6,000 mental health nurses lost in 10 years

The Royal College of Nursing (RCN) has warned that the total mental health nursing workforce has decreased by 10.6 per cent since 2009.

Despite commitments from both Prime Minister Theresa May and her predecessor David Cameron to boost resources for mental health services, mental health nurse numbers are down by 25.9 per cent in acute care and inpatient care, representing a loss of  6,000 nurses over the decade. The numbers of mental health nurses have grown in some areas, such as community care.

Donna Kinnair, RCN chief executive and general secretary, commented: “Thousands of experienced professionals have been lost in recent years as the investment failed to match the rhetoric,” she will say. “The shortage of beds, too, leaves vulnerable people often sent hundreds of miles from home and their loved ones for the care they need. As a country and a health service, we are letting down people who must be able to rely on us most. We must draw a line under this and allocate serious resources to mental health care, including the right number of staff.”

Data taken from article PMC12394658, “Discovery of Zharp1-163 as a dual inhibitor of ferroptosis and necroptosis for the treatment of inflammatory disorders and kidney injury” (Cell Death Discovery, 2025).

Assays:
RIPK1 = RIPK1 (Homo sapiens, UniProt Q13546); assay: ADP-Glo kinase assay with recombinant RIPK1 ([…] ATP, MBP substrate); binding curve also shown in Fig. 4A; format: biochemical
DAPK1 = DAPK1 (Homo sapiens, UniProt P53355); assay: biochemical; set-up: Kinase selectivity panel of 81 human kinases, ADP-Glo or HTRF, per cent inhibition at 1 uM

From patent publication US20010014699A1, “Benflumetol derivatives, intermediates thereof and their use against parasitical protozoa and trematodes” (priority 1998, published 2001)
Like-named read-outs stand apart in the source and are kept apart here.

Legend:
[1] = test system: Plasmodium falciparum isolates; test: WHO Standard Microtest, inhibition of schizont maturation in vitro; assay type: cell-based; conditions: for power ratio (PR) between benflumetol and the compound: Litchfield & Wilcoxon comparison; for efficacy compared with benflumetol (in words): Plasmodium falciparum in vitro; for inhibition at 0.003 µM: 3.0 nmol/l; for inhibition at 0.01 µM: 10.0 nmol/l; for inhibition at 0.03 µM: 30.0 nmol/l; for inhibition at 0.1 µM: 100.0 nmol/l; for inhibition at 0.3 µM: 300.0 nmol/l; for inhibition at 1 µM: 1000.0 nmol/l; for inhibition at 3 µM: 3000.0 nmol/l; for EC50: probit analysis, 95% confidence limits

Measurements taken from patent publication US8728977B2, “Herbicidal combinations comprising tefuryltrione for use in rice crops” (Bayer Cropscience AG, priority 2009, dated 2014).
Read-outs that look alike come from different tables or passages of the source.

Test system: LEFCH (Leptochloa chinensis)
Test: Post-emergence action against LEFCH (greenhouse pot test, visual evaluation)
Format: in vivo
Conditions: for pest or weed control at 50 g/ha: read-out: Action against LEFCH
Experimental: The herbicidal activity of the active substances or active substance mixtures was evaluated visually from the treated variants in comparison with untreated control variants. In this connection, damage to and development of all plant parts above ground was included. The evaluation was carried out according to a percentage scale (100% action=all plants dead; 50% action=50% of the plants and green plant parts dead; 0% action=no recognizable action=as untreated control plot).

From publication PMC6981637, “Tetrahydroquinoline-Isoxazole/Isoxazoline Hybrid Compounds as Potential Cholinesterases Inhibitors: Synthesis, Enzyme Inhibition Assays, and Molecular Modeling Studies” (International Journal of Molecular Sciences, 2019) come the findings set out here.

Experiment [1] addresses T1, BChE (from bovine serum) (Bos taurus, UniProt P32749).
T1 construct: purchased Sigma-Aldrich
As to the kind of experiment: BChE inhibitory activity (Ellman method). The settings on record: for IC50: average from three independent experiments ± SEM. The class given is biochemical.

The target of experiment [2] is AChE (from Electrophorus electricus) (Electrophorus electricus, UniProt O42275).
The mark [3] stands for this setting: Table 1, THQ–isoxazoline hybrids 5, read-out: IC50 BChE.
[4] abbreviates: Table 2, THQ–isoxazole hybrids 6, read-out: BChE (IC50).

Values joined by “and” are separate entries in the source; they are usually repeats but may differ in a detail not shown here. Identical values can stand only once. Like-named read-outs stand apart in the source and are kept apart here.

Event Diary

Following the 2017 Naylor Report into NHS estates, it has been estimated that estate upkeep costs have reached approximately £10bn in annual funding for 2019/2020.

More recently, ERIC (Estates Returns Information Collection) data collection has contained some deeply alarming news about the condition of NHS buildings and equipment.

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